3."The Mothers" by Brit Bennett
This is a coming of age story about grief and love and life and family. This book looks at the choices and relationships young women face and the ways in which the bonds we create are at once destructive and fortifying. Bennett crafts characters that are rich and complex and so precisely human that it's hard to know if you even like them or not.
4. "One Person, No Vote: How Voter Suppression Is Destroying Our Democracy" by Carol Anderson
This book takes a look at the laws and procedures that have been put in place to disenfranchise millions of Black voters since the 2013 ruling on Shelby vs. Holder, which chipped away at the Voting Rights Act of 1965.
Anderson, who also wrote "White Rage," explains how governments and elected officials have used their power to strip voting rights from millions of Americas. This book helps to make sense of one part of systematic racism and the deliberate nature of white supremacy. She deftly calls out and outlines the tactics and repercussions of these types of practices, like voter ID and the closing of polling locations. This is a must read as we prepare for the 2020 election.
5. "How We Fight for Our Lives" by Saeed Jones
Saeed Jones' memoir is stunning. He seamlessly writes about his existence and vulnerability as a queer Black man. It's a coming of age story, a mother and son story, a story of finding one's true self at the intersection of sexuality and race.
What Jones is able to do in this book is beyond compare. He explores his own life with a compassionate and critical eye. It's almost a fever dream — the book moves and breathes through violence and tenderness.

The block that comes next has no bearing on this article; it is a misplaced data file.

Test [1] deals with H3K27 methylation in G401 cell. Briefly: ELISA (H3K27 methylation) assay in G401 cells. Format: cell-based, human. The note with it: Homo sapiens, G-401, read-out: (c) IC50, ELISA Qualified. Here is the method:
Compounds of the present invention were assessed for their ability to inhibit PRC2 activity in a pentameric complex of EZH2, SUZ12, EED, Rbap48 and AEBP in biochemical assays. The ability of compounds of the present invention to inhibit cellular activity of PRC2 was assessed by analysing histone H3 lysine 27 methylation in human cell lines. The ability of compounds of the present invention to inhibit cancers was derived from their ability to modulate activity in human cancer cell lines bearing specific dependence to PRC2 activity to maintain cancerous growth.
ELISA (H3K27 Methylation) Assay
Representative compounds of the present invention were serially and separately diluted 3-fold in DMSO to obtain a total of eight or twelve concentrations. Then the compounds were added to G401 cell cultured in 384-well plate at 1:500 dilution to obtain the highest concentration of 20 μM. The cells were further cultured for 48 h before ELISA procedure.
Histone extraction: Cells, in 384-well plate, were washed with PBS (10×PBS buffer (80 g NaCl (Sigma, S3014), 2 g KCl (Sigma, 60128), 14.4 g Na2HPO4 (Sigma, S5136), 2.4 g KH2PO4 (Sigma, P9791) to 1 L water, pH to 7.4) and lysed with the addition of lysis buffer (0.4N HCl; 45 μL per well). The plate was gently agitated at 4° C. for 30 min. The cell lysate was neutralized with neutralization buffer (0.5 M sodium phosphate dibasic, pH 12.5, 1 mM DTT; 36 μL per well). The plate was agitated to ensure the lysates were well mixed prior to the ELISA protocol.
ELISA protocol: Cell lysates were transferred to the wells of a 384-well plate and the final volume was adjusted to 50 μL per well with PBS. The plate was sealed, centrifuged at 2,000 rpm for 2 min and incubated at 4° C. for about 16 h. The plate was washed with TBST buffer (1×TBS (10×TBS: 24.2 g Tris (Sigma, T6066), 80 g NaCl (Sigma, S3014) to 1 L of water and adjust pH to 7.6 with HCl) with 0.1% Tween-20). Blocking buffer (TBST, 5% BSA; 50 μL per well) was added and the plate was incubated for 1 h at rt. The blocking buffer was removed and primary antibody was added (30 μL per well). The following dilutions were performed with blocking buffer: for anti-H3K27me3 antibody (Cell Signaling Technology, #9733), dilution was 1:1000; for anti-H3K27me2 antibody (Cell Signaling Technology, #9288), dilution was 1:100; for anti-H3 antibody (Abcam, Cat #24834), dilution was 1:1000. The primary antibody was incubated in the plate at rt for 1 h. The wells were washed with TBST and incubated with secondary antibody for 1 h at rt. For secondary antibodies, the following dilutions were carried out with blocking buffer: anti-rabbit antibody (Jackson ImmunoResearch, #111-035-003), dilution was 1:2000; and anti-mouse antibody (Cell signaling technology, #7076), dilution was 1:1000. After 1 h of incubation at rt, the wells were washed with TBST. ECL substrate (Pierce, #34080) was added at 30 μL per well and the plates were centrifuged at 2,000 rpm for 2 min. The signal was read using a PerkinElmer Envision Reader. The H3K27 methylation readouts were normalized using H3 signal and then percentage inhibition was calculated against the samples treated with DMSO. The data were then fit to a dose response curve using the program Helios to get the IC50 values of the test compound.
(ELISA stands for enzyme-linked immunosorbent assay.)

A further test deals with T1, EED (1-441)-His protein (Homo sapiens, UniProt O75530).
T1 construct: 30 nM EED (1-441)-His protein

6. "Malcolm X: A Life of Reinvention"by Manning Marable
Manning Marable is able to take the story of a man we think we know and create an entirely new perspective and interpretation of his story.
Well researched and compulsively readable, this book honors the man in a way few have ever tried. His humanity is on full display in the pages of this book. We see Malcolm X for who he was, a passionate advocate for Black lives that was always learning and growing and challenging his own thoughts and actions.
7. "New People" by Danzy Senna
An almost thriller of sorts, this book is vibrant and bizarre and unlike anything I've ever read. Senna zeroes in on the identity of mixed people and the weight of being both Black and white in new and unusual ways, paired with the history of the Peoples' Temple in Jonestown.
This book is wildly complex and boasts of an unlikable protagonist that leaves you breathless until the very end.
8. "Heads of the Colored People: Stories" by Nafissa Thompson-Spires
This book is a collection of short stories that prove that Blackness is not a monolith. Thompson-Spires uses her stories to introduce us to a cast of characters that could be called, among other things, creative, wacky, obsessive, paranoid, perky, obtuse, particular, and on and on.
More than anything, we see that Black people can and are anything and everything. We do in fact contain multitudes. Another book with incredible story telling and a real sense of humor.
9. "Look Both Ways: A Tale Told in Ten Blocks" by Jason Reynolds
Jason Reynolds writes to young people, but he writes for allof us.
Reynolds is the consummate observer. He sees us and feels us and then he interprets us. He gives his stories so much audacity and fullness.
I only wish I was able to read his words as a young person so that I could understand the depth of suffering and joy that the other kids around me were experiencing. I am glad to read his words now as an adult. To appreciate what empathy really is is to read a book by Jason Reynolds. This interconnected short story collection is as hilarious as it is tear inducing.
10. "White Negroes: When Cornrows Were in Vogue ... and Other Thoughts on Cultural Appropriation" by Lauren Michele Jackson
Lauren Michele Jackson is razor sharp in this analysis of cultural appropriation. She examines the many facets of white culture that are obsessed with the creations of Black people — things like food, memes, beauty standards, and so much more.
"White Negroes" exposes the many ways in which Blackness is stripped from Black people and repurposed into something palatable and profitable for white people. This book is searing and thought provoking in the ways only the best nonfiction can (and should) be.
[Originally published on July 18, 2020 via Business Insider]